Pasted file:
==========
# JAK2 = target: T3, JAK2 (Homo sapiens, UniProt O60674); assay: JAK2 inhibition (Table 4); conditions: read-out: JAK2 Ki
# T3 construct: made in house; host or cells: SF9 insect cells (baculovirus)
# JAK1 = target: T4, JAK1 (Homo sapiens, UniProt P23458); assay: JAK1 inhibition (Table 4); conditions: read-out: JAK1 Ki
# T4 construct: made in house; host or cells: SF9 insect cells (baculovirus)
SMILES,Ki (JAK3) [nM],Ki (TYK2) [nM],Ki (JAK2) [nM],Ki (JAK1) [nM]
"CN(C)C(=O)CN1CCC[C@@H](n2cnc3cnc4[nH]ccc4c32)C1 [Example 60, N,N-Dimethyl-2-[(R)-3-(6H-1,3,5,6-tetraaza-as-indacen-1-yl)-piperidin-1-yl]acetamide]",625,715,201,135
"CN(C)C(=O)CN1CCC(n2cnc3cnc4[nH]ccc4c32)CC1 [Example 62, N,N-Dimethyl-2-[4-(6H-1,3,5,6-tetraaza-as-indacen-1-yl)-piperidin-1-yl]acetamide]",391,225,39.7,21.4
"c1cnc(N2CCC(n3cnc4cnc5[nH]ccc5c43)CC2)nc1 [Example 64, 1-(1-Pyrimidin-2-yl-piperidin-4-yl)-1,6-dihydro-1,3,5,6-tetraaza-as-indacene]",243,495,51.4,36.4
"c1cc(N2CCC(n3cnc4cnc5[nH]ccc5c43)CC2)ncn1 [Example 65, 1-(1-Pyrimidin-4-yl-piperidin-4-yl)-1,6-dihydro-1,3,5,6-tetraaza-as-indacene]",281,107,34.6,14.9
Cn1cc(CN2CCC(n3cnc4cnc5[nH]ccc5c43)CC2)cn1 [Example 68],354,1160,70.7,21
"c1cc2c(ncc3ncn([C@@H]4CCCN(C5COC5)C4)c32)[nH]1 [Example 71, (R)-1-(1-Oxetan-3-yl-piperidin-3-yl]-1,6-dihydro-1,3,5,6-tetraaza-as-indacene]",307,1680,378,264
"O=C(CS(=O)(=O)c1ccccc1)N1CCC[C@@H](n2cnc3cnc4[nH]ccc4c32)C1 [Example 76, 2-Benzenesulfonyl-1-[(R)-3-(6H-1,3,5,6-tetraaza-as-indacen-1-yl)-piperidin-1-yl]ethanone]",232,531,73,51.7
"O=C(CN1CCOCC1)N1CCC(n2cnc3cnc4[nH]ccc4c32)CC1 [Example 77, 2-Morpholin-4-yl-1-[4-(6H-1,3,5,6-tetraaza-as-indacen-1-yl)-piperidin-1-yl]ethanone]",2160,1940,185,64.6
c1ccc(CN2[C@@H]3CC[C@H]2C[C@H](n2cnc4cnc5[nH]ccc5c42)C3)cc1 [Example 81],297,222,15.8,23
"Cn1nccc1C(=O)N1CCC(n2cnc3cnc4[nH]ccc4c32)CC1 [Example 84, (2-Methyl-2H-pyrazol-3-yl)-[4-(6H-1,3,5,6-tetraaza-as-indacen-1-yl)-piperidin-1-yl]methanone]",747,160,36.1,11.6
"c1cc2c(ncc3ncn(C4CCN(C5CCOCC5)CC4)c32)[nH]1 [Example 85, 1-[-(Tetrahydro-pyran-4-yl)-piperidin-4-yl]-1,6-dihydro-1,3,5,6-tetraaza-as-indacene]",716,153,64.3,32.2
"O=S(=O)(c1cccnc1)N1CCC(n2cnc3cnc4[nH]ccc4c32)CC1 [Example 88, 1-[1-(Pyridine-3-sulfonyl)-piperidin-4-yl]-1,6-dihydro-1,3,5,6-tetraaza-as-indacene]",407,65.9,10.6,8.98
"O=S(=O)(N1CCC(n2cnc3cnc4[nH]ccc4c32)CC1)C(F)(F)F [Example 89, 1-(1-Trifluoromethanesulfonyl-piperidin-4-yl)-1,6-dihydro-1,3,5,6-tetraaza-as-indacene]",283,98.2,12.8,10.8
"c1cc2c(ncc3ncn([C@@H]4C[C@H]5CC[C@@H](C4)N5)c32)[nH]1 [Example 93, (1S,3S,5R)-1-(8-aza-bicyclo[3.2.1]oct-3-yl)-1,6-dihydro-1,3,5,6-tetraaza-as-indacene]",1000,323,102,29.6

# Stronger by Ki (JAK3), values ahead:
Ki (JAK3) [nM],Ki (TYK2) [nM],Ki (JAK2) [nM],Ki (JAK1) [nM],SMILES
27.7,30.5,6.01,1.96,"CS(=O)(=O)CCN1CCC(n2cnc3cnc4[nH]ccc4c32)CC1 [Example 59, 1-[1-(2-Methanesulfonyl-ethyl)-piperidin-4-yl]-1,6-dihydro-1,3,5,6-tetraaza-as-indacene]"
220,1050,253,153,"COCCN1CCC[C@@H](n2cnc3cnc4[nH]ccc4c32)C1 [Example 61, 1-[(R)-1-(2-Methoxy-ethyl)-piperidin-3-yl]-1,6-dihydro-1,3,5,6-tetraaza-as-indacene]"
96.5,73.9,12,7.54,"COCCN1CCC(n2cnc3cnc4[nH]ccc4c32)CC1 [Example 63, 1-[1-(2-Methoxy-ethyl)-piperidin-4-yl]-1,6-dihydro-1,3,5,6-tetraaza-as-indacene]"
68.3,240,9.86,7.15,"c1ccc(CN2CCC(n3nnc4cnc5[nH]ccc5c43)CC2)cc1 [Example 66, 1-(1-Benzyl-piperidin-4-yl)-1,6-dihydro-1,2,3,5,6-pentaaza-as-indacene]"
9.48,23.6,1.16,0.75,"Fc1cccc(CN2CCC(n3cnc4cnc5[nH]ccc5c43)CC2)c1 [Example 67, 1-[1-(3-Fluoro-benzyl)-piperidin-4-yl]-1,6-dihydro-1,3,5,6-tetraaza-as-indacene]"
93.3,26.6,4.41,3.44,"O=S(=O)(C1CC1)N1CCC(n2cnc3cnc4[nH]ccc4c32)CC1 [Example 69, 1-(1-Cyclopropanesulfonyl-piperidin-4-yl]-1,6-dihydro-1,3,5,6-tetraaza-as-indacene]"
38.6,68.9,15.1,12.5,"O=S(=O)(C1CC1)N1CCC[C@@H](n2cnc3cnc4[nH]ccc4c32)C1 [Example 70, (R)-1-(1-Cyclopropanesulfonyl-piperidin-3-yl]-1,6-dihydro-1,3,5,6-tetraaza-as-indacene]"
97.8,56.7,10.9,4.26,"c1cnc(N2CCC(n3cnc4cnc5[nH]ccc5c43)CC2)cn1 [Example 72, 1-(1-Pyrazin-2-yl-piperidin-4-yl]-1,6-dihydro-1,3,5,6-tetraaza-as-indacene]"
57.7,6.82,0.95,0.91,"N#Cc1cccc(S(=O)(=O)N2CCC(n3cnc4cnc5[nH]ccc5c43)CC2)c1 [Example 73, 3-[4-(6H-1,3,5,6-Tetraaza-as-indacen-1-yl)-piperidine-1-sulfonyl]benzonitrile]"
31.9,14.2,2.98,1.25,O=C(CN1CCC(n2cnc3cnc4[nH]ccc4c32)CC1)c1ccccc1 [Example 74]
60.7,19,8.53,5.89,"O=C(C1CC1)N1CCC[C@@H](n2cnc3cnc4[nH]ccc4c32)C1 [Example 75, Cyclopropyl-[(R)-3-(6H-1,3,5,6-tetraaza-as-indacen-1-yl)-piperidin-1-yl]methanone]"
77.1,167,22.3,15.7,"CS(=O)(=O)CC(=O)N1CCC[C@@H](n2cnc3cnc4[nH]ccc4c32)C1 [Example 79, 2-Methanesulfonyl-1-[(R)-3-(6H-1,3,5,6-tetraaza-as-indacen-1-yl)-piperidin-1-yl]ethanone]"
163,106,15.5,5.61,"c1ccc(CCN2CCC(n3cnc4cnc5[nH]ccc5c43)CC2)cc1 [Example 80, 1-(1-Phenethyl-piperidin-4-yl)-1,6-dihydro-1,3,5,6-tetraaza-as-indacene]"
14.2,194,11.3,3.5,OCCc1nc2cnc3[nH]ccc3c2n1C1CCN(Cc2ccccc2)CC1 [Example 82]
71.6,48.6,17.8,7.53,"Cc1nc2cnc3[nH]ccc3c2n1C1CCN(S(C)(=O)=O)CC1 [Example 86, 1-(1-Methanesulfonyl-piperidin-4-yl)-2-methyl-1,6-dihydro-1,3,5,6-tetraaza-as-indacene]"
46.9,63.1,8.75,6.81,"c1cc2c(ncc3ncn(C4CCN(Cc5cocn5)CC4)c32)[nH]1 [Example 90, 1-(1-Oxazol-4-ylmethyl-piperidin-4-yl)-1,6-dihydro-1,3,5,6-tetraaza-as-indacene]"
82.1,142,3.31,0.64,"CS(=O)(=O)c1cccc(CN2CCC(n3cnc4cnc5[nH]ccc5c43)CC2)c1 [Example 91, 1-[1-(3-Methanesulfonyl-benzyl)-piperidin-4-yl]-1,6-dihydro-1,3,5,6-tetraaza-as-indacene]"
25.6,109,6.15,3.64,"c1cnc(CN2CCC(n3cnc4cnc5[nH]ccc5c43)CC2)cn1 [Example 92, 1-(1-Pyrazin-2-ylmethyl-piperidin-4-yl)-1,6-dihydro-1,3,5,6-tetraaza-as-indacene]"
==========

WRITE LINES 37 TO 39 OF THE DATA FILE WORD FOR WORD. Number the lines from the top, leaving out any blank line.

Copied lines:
46.9,63.1,8.75,6.81,"c1cc2c(ncc3ncn(C4CCN(Cc5cocn5)CC4)c32)[nH]1 [Example 90, 1-(1-Oxazol-4-ylmethyl-piperidin-4-yl)-1,6-dihydro-1,3,5,6-tetraaza-as-indacene]"
82.1,142,3.31,0.64,"CS(=O)(=O)c1cccc(CN2CCC(n3cnc4cnc5[nH]ccc5c43)CC2)c1 [Example 91, 1-[1-(3-Methanesulfonyl-benzyl)-piperidin-4-yl]-1,6-dihydro-1,3,5,6-tetraaza-as-indacene]"
25.6,109,6.15,3.64,"c1cnc(CN2CCC(n3cnc4cnc5[nH]ccc5c43)CC2)cn1 [Example 92, 1-(1-Pyrazin-2-ylmethyl-piperidin-4-yl)-1,6-dihydro-1,3,5,6-tetraaza-as-indacene]"